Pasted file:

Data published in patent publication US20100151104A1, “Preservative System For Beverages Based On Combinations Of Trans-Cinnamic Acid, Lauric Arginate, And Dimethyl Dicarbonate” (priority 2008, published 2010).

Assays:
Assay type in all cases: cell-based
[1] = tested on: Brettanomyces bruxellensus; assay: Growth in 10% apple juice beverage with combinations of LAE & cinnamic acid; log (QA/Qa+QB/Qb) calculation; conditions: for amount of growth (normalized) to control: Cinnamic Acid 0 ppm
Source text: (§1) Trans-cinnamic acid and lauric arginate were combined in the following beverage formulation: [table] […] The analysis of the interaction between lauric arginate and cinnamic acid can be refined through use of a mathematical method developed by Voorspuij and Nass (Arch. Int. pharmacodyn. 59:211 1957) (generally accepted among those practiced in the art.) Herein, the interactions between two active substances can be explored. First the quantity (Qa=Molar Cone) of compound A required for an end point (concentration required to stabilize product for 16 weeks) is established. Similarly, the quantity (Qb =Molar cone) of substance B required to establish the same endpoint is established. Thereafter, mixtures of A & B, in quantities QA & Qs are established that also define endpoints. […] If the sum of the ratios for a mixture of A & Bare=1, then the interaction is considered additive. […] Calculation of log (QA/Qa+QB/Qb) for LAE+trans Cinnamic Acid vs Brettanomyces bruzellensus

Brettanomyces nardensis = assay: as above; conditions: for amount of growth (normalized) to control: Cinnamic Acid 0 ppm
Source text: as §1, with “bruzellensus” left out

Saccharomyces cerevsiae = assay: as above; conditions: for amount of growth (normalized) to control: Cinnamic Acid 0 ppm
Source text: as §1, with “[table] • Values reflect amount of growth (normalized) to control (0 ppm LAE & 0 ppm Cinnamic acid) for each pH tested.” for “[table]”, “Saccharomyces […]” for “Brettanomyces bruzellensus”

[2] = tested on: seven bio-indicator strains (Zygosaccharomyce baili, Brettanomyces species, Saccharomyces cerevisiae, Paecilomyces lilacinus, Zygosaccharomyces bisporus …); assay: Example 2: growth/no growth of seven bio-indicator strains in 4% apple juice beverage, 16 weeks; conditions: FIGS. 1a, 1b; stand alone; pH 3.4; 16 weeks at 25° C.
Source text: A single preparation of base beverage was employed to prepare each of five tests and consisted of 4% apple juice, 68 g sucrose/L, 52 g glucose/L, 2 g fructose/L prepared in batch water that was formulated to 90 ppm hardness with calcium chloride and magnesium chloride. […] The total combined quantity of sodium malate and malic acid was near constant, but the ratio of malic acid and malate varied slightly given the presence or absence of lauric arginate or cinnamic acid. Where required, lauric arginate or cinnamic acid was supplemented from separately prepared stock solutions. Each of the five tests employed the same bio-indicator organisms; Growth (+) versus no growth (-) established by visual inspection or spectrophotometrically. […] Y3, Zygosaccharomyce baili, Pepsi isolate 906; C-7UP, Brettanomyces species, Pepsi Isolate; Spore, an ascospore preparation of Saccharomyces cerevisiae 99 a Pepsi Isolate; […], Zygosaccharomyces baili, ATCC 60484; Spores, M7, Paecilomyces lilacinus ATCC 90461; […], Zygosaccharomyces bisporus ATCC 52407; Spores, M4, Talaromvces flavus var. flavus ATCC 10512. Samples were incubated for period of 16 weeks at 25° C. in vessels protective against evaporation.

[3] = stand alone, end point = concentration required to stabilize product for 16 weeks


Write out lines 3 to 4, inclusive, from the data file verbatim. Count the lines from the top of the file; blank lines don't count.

Assay type in all cases: cell-based
[1] = tested on: Brettanomyces bruxellensus; assay: Growth in 10% apple juice beverage with combinations of LAE & cinnamic acid; log (QA/Qa+QB/Qb) calculation; conditions: for amount of growth (normalized) to control: Cinnamic Acid 0 ppm